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​​The inundation and saturation of information has led to an ignorance of knowledge.

An absurdity in using an item for its intended purpose depicts its uselessness.

Commercialism has berated and intruded our homes through our mailbox.

The visual chaos of flyers as both positive and negative space.

Using advertisements as raw material and as message.

Humor in the content through formal imagery.

Lots of colors and writing on paper.

Pizzas and Ikea everywhere…

Playing with things and stuff.


The mailman brings me my art supplies.



A Monster in my Basement has its inspirations from childhood imagination. Children have the capacity to create worlds of characters out of objects and places, and then opening themselves to be affected by their own imagination. Fears are a subset of this, feeding off the unknown: when provided with less information, the imagination will compensate with sometimes horrible and violent thoughts.After my own strange encounter, I found myself reconnected with that unsettling, daunting feeling of the basement. Aware of how perception interprets reality, I began a hunt for those monsters that we lose in age.



Playscape is a nostalgic project consisting of both an image and a video projection composed of archived media from my childhood. The video projection is manipulated by a program (written in the node-based programming language Max), which jumps between moments that are randomly selected from a bank of archived home movies. This is complemented by a 20x90in digital photo collage of a dozen scanned family negatives revolving around playing in landscapes.


Memory is both a subject and a technical factor in this project. It can be observed as landscape in a way, each element of our past being part of the final, larger picture. Through exploring our past, we can understand who a person is as the culmination of his or her experiences. Both the randomization of the video and the nostalgic cloudiness of the print are emulations of the sporadic, non-linear way in which we remember our past.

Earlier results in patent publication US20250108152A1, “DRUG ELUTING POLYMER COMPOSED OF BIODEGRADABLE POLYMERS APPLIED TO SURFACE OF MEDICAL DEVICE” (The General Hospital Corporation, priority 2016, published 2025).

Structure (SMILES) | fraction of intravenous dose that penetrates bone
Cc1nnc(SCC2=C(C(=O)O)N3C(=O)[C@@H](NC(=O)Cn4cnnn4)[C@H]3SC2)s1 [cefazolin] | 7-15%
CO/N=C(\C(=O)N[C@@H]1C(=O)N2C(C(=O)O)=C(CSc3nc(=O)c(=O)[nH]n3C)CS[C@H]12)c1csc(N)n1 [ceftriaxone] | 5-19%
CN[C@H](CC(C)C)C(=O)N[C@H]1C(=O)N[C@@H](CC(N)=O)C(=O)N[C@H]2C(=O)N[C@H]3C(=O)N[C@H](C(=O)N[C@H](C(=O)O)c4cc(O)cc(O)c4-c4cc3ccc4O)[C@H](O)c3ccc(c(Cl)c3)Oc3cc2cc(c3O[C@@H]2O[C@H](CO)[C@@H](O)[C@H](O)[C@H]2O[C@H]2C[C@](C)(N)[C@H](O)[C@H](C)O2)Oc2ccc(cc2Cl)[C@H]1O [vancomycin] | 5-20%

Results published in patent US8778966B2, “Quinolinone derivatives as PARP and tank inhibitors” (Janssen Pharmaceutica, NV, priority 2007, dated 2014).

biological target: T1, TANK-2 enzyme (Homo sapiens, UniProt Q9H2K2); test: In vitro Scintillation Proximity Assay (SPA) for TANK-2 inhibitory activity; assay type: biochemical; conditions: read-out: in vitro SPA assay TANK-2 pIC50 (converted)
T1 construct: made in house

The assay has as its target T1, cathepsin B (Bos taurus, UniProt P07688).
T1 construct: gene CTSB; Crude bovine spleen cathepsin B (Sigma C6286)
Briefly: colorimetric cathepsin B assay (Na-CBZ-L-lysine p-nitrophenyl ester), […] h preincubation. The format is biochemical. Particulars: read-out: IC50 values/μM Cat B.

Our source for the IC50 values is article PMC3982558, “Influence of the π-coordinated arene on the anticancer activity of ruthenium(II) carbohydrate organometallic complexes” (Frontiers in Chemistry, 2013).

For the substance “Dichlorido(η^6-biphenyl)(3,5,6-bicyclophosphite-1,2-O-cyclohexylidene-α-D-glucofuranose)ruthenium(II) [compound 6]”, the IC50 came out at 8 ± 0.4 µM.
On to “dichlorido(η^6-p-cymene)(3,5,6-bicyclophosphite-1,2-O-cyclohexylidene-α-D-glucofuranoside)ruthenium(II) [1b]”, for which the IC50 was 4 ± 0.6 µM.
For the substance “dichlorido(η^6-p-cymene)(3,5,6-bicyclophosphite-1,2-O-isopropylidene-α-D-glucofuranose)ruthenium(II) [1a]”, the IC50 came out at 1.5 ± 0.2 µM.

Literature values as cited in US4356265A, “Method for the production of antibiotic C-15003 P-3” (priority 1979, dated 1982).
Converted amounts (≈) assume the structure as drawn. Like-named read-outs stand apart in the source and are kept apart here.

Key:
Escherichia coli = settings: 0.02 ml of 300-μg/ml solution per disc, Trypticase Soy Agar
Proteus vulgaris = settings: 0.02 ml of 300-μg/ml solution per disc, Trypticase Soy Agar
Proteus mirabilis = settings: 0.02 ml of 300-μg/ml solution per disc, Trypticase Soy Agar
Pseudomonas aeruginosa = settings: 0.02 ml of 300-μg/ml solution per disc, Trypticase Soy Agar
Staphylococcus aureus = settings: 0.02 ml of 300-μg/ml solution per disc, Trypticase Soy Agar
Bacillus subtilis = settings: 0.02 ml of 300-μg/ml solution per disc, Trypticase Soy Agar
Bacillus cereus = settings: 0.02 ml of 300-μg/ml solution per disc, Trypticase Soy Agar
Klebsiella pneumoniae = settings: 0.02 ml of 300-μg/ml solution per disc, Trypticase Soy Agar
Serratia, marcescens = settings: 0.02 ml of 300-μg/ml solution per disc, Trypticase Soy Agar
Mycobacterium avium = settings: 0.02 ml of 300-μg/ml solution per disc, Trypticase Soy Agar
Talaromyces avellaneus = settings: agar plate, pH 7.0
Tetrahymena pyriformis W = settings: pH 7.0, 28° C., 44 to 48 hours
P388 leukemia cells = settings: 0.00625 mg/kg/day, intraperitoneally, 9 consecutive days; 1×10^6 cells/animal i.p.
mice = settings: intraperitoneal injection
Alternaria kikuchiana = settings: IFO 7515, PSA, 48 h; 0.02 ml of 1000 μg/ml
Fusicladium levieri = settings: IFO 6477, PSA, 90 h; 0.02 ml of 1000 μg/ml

The use of personal footage is what originally drew me to the project, but through the scattered presentation of both mediums, the visuals are made less specific and, thus, more accessible to the viewer, giving them a framework of relatable events, situations or locations to enable a self-reflection one's own past.



Plastic’s uses are strangely contradictory; it maintains the life of food, storing freshness and protecting for later consumption. However, it does so by killing oxygen supply, and essentially suspending, or ending, life. Ironically, the plastic will be in existence for centuries longer than any living organism.

Beginning as a formalistic study of synthetic material interacting with organic vegetation, Life in Plastic has evolved into a microchasmic exploration of humanities effect on the world. Using plastic as a symbol of human technology, the photographic series is a depiction of its need to control, essentially maintaining nature unnaturally.


Food, being one of our primary needs, is bound, bagged and Seran Wrapped, creating sculptures that are often sexual, referring to the interruption of natural processes of life, death and rebirth. These concepts are echoed in the accompanying videos, specifically where eggs, being symbolic of fertility and birth, fall violently into a plastic bag.


As mentioned, this is a microchasm of a larger idea. From plastic injections into our skin to maintain the illusion of youth, to creating life in test tubes, humanity's fetish dangerously teeters on 3 fine lines: understanding nature, controlling nature and altering nature.




At the heart of Westmount is Greene Avenue, its two-block stretch between Sherbrooke and St. Catherine one of the city’s few shopping spots. Unlike most commercial districts, the small and long-lasting stores of Greene Avenue have created fame as well as personalities around themselves. The street becomes a cast of individual characters, each one known as its own independent entity transcending the area itself. Oink Oink, Lapidarius, Chez Nick; it is a rare case of the parts being larger than the sum.


Growing up a street away, the two-block walk was daily routine. In the summer of 2010, a beautification of the street improved many of its facets: the sidewalks are smoother, the streets are wider and it has become ironically greener. But despite its upgrades, there is a change in character, not for better or worse, but a change nonetheless. “The Old Greene” is a nostalgic look at a piece of Westmount and of my childhood that no longer exists as it was, and a reminder that change is the only constant.



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